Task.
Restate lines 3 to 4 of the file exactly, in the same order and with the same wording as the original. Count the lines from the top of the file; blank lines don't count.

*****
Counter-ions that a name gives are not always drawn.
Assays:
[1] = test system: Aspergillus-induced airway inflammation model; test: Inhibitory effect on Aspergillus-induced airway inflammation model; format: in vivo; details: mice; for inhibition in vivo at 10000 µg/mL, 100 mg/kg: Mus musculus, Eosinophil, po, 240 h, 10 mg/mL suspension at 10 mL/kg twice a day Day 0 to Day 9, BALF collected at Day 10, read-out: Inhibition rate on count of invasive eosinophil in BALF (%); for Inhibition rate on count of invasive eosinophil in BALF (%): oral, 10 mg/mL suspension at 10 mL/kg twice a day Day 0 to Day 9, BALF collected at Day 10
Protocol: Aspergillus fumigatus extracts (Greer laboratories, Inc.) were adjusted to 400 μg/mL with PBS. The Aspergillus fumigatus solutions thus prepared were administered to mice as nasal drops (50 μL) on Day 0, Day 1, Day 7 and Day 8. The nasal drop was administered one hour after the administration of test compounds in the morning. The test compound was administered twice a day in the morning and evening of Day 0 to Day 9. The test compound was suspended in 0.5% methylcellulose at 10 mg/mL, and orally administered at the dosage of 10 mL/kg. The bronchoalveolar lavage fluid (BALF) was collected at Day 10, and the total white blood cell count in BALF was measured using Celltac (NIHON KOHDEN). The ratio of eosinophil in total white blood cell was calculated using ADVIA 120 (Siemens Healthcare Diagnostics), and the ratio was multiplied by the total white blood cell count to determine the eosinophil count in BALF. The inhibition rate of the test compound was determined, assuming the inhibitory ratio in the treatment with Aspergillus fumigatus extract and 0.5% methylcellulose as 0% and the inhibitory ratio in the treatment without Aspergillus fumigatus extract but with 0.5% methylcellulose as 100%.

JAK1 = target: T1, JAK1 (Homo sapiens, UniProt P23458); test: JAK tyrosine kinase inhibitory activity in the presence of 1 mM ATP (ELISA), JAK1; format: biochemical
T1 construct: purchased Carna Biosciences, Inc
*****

[1] = test system: Aspergillus-induced airway inflammation model; test: Inhibitory effect on Aspergillus-induced airway inflammation model; format: in vivo; details: mice; for inhibition in vivo at 10000 µg/mL, 100 mg/kg: Mus musculus, Eosinophil, po, 240 h, 10 mg/mL suspension at 10 mL/kg twice a day Day 0 to Day 9, BALF collected at Day 10, read-out: Inhibition rate on count of invasive eosinophil in BALF (%); for Inhibition rate on count of invasive eosinophil in BALF (%): oral, 10 mg/mL suspension at 10 mL/kg twice a day Day 0 to Day 9, BALF collected at Day 10
Protocol: Aspergillus fumigatus extracts (Greer laboratories, Inc.) were adjusted to 400 μg/mL with PBS. The Aspergillus fumigatus solutions thus prepared were administered to mice as nasal drops (50 μL) on Day 0, Day 1, Day 7 and Day 8. The nasal drop was administered one hour after the administration of test compounds in the morning. The test compound was administered twice a day in the morning and evening of Day 0 to Day 9. The test compound was suspended in 0.5% methylcellulose at 10 mg/mL, and orally administered at the dosage of 10 mL/kg. The bronchoalveolar lavage fluid (BALF) was collected at Day 10, and the total white blood cell count in BALF was measured using Celltac (NIHON KOHDEN). The ratio of eosinophil in total white blood cell was calculated using ADVIA 120 (Siemens Healthcare Diagnostics), and the ratio was multiplied by the total white blood cell count to determine the eosinophil count in BALF. The inhibition rate of the test compound was determined, assuming the inhibitory ratio in the treatment with Aspergillus fumigatus extract and 0.5% methylcellulose as 0% and the inhibitory ratio in the treatment without Aspergillus fumigatus extract but with 0.5% methylcellulose as 100%.